PEX tubing and SharkBite fittings can make leaking plumbing systems sound.

Boats of a certain vintage are often equipped with original freshwater systems composed of so-called Qest fittings and tubing made of polybutylene. To say that this stuff is prone to failure (cracks and leaks, that is) is something of an understatement. And trying to repair a broken coupling or stretch of poly is often difficult and usually results in subsequent heartache—the stretch continues to leak, albeit just in a different spot.

The fix is simple, though, albeit a tad expensive. Replace that outdated poly system—or as much of it as you can access—with PEX tubing and SharkBite fittings. For our money, the PEX/SharkBite combo is the easiest to use, most state-of-the-art solution for the onboard plumber today.

The tubing is color-coded (red for hot and blue for cold) and the push-to-connect fittings do away with all the complexities associated with other methods. Indeed, the only extras you’ll need to buy, whether for a big job or a small one, are a special tube cutter ($10 to $15) to cut tubing to the appropriate length and a deburring tool/depth gauge ($10 or so) to smooth out after-cut roughness and mark precisely how far a length of tubing must be pushed into a fitting to properly seat.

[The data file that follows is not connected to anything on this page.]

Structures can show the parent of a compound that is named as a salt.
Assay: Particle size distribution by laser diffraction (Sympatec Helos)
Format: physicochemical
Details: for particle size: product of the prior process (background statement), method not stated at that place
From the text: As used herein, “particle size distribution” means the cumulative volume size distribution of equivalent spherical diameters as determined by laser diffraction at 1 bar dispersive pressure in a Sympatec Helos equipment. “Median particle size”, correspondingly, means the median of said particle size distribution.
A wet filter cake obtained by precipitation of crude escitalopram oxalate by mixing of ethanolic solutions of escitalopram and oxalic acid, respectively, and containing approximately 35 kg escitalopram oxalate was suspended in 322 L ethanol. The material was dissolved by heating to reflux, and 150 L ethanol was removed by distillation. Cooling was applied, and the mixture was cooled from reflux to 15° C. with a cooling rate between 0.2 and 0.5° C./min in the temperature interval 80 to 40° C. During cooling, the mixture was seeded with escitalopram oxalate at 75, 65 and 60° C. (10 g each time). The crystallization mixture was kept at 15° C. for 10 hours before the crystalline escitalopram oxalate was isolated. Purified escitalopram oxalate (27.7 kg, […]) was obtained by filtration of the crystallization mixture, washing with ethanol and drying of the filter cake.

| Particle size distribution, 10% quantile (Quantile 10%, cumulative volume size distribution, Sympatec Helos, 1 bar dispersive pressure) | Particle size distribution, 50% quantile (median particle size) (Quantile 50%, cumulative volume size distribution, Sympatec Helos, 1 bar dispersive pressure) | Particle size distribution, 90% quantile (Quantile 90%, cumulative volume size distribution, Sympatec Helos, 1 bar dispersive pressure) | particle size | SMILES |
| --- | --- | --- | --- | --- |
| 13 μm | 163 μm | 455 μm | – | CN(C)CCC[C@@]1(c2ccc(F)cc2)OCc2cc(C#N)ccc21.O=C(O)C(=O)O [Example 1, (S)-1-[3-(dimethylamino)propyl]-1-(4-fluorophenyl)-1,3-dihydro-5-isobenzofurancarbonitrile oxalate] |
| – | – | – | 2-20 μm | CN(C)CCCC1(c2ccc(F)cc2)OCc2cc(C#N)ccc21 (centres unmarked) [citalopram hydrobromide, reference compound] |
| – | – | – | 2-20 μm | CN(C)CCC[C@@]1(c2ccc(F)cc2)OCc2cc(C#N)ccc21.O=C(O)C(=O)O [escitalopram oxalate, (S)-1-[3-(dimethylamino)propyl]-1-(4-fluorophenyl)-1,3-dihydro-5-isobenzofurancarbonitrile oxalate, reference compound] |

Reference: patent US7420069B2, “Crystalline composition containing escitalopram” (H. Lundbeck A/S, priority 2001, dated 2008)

In addition to SharkBite fittings there are marine fittings that will work with PEX tubing.

In addition to SharkBite fittings there are marine fittings that will work with PEX tubing.

Of course, if you can’t replace your whole poly system, remove as much as you can and then simply add PEX and SharkBites from the place or places where you terminated the old system. SharkBites are compatible with poly. In fact, most good hardware stores sell fittings that are specifically designed (and labeled) for poly-to-PEX conversion. And while SharkBites are pricey (a simple, ½-inch coupling costs between $7 and $8), PEX itself ($10 for a 10-foot section of ½-inch tubing) is dirt cheap.

Two things to watch out for. Don’t try to save money by skipping the purchase of a pipe cutter and going with some other device you happen to have on hand (like a pocket knife or a pair of sidecutters)—the ends of the tubing must be cut square and the best way to achieve this squareness is with a high-quality tool you’ve purchased for the purpose. And second, make sure you use the depth gauge on every cut—not doing so may eventually leave you wondering if you’ve pushed a length of tubing as far into a given fitting as it needs to go. Tubing that is not properly seated in its fitting will most likely leak.

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